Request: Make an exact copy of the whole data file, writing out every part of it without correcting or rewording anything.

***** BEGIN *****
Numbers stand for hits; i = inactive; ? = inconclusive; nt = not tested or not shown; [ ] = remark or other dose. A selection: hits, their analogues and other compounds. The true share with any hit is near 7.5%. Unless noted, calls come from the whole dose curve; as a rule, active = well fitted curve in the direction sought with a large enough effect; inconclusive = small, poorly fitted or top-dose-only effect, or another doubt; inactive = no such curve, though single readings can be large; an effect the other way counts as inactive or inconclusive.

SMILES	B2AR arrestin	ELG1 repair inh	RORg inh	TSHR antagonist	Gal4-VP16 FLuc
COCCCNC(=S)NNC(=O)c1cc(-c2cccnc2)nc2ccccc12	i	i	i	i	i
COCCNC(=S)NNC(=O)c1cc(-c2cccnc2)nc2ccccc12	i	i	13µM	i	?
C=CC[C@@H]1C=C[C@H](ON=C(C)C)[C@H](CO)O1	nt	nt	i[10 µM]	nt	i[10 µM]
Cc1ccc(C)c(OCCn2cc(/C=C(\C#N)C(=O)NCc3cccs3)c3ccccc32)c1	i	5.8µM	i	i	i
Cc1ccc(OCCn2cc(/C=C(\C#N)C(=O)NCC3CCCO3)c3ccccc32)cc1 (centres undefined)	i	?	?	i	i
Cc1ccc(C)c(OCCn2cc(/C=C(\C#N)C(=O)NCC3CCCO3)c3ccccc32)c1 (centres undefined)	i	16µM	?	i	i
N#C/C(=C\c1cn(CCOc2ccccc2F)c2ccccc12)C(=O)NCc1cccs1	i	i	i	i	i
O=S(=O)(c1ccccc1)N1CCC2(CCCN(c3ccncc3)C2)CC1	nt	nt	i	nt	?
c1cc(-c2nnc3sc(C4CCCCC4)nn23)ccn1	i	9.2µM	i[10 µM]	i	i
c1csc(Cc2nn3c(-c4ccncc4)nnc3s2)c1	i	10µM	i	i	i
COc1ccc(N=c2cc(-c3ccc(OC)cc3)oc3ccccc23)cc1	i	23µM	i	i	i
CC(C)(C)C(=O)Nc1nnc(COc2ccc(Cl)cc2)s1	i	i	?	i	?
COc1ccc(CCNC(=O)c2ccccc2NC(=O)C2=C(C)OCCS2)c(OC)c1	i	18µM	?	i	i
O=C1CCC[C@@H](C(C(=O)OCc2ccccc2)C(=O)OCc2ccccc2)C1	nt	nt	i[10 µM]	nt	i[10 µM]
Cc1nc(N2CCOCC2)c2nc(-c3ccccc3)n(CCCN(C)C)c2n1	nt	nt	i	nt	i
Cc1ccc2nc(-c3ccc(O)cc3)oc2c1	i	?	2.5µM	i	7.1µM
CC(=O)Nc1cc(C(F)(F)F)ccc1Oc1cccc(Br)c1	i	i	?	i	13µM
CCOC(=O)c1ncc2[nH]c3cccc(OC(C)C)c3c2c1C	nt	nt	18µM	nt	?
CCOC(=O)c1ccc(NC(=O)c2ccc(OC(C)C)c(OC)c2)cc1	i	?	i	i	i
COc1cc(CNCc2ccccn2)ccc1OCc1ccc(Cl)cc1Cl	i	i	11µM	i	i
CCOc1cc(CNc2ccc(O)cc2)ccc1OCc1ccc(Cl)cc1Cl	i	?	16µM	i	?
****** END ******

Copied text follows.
Numbers stand for hits; i = inactive; ? = inconclusive; nt = not tested or not shown; [ ] = remark or other dose. A selection: hits, their analogues and other compounds. The true share with any hit is near 7.5%. Unless noted, calls come from the whole dose curve; as a rule, active = well fitted curve in the direction sought with a large enough effect; inconclusive = small, poorly fitted or top-dose-only effect, or another doubt; inactive = no such curve, though single readings can be large; an effect the other way counts as inactive or inconclusive.

SMILES	B2AR arrestin	ELG1 repair inh	RORg inh	TSHR antagonist	Gal4-VP16 FLuc
COCCCNC(=S)NNC(=O)c1cc(-c2cccnc2)nc2ccccc12	i	i	i	i	i
COCCNC(=S)NNC(=O)c1cc(-c2cccnc2)nc2ccccc12	i	i	13µM	i	?
C=CC[C@@H]1C=C[C@H](ON=C(C)C)[C@H](CO)O1	nt	nt	i[10 µM]	nt	i[10 µM]
Cc1ccc(C)c(OCCn2cc(/C=C(\C#N)C(=O)NCc3cccs3)c3ccccc32)c1	i	5.8µM	i	i	i
Cc1ccc(OCCn2cc(/C=C(\C#N)C(=O)NCC3CCCO3)c3ccccc32)cc1 (centres undefined)	i	?	?	i	i
Cc1ccc(C)c(OCCn2cc(/C=C(\C#N)C(=O)NCC3CCCO3)c3ccccc32)c1 (centres undefined)	i	16µM	?	i	i
N#C/C(=C\c1cn(CCOc2ccccc2F)c2ccccc12)C(=O)NCc1cccs1	i	i	i	i	i
O=S(=O)(c1ccccc1)N1CCC2(CCCN(c3ccncc3)C2)CC1	nt	nt	i	nt	?
c1cc(-c2nnc3sc(C4CCCCC4)nn23)ccn1	i	9.2µM	i[10 µM]	i	i
c1csc(Cc2nn3c(-c4ccncc4)nnc3s2)c1	i	10µM	i	i	i
COc1ccc(N=c2cc(-c3ccc(OC)cc3)oc3ccccc23)cc1	i	23µM	i	i	i
CC(C)(C)C(=O)Nc1nnc(COc2ccc(Cl)cc2)s1	i	i	?	i	?
COc1ccc(CCNC(=O)c2ccccc2NC(=O)C2=C(C)OCCS2)c(OC)c1	i	18µM	?	i	i
O=C1CCC[C@@H](C(C(=O)OCc2ccccc2)C(=O)OCc2ccccc2)C1	nt	nt	i[10 µM]	nt	i[10 µM]
Cc1nc(N2CCOCC2)c2nc(-c3ccccc3)n(CCCN(C)C)c2n1	nt	nt	i	nt	i
Cc1ccc2nc(-c3ccc(O)cc3)oc2c1	i	?	2.5µM	i	7.1µM
CC(=O)Nc1cc(C(F)(F)F)ccc1Oc1cccc(Br)c1	i	i	?	i	13µM
CCOC(=O)c1ncc2[nH]c3cccc(OC(C)C)c3c2c1C	nt	nt	18µM	nt	?
CCOC(=O)c1ccc(NC(=O)c2ccc(OC(C)C)c(OC)c2)cc1	i	?	i	i	i
COc1cc(CNCc2ccccn2)ccc1OCc1ccc(Cl)cc1Cl	i	i	11µM	i	i
CCOc1cc(CNc2ccc(O)cc2)ccc1OCc1ccc(Cl)cc1Cl	i	?	16µM	i	?